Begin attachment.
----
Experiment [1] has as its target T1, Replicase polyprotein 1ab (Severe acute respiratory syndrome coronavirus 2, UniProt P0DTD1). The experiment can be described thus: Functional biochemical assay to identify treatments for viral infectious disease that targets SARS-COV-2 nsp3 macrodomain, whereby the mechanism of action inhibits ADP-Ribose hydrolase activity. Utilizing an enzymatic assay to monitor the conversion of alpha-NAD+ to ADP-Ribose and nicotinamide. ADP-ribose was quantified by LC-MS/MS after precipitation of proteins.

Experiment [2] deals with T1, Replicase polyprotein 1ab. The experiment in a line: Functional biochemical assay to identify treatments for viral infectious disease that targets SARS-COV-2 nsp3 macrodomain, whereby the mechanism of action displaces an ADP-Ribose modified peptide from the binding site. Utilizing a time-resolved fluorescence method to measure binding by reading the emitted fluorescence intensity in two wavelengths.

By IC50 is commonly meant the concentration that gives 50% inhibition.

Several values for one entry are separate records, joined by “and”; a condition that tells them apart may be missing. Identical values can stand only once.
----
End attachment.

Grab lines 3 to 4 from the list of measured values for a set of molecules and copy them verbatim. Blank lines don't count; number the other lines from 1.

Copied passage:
By IC50 is commonly meant the concentration that gives 50% inhibition.

Several values for one entry are separate records, joined by “and”; a condition that tells them apart may be missing. Identical values can stand only once.